Matt Conti’s review published on Letterboxd :
Part of the December Project: Film #66
I'm too disappointed to write a full paragraph style review, so I'm just going to dissect it piece by piece:
Some of them are excellent, but the rest of them are so low key, especially for Les Miserables, that they are complete failures in terms of getting me roused. I Dreamed a Dream, One Day More, Stars, and both versions of Do You Hear the People Sing? are great. The rest is middling.
Hugh Jackman: A mediocre Jean Valjean. He'd be fantastic purely for his acting alone, but his singing is just passable. I expected better.
Russell Crowe: A surprise. While his singing is far from being full of talent, his Javert is actually excellent, and his singing fits the way he plays the character. He didn't murder my eardrums, but actually made me pay more attention to him as his role demanded.
Anne Hathway: She's getting all the praise, and it's all deserved. She's quite easily the best thing about this movie. Her rendition of I Dreamed a Dream done in one close up has her going through a range of emotions all while singing, and it's excellent, and one of the few things in this production that moved me.
Amanda Seyfried: As expected, the worst part about it. I hate Seyfried. She does not look pretty, and she certainly can't act to save her life. It is her shitty Cosette that made me scream internally every time she showed up.
Eddie Redmayne: Another surprise! I didn't like Redmayne in My Week with Marilyn, but I loved him here. He brought that classically trained actor sensibility here, and he quite possibly has the best voice of all the actors (sans Samantha Barks).
Samantha Barks: The perfect Eponine. Cute, tragic, and has that beautiful voice. On My Own is one of the highlights mainly for her.
Sacha Baron Cohen & Helena Bonham Carter: Their Thernadiers certainly are funny, but only to a point. It got to a moment where there were moments I laughed on screen, and others where I got annoyed by them. Although this might be the result of their performances working.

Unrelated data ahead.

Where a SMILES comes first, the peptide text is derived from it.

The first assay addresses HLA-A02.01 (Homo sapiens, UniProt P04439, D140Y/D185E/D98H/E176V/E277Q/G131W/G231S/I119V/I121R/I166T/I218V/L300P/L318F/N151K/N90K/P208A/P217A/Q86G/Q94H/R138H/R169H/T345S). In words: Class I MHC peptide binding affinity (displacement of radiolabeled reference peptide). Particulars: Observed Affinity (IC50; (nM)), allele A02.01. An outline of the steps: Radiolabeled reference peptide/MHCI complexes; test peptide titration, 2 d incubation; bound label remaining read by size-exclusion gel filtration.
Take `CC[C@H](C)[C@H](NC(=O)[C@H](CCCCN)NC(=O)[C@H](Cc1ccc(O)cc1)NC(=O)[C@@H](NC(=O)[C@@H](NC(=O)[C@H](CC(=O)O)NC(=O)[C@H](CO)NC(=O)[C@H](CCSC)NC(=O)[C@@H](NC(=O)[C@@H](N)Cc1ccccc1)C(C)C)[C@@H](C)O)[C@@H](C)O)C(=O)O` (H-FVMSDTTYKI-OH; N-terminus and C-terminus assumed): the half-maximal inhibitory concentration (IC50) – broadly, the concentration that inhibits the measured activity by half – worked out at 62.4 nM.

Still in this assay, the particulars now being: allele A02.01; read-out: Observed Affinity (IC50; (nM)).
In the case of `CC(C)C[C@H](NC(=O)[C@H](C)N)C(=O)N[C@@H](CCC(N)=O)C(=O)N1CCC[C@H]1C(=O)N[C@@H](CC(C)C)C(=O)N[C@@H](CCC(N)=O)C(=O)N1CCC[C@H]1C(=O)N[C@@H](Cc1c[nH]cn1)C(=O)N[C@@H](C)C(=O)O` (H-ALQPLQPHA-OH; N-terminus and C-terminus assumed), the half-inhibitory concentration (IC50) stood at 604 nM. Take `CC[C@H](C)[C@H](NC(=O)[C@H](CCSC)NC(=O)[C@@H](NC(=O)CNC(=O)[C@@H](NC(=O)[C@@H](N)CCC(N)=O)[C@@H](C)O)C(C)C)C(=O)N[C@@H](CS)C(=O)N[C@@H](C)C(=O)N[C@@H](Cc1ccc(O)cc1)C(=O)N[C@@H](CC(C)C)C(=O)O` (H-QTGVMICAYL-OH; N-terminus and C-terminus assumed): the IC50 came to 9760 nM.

The Rest: Everyone else is good.
Tom Hooper's Direction:
The biggest mixed bag of them all. There are moments where Hooper is really involved in what he's shooting, and there are some excellent shots and sequences.
But everything else is really bad. To the point where I can't tell if Hooper just doesn't care about the material, only some of it, or if he's so enthusiastic about this that he threatens to ruin everything.
The camerawork and editing is erratic in most places. I had trouble adjusting to what was going on in these moments, and I'm 99% sure that Hooper violated, no, raped several filmmaking rules multiple times.
I can't help but feel Hooper wishes he was rather making a Les Miserables FILM rather than a musical. I'm guessing this was the only way he'd get some resemblance of such a project off the ground. However, there are moments in the film where the film is unmistakably brilliant and operatic. Perhaps it was a case of both. Where he admired the grandness of it all and wanted to incorporate these moments. Who knows? His directing here speaks more than my presumptions ever could.
A mediocre adaptation. It is sure to gain the hearts of less demanding fans, and I can't deny it works on that level alone. I was moved, but never as much as I should have been. I expected I would walk out of the theater unable to contain my emotions. I walked out with a sense of ambivalence, which really isn't good when you're watching Les Miserables in any form, musical or straight production.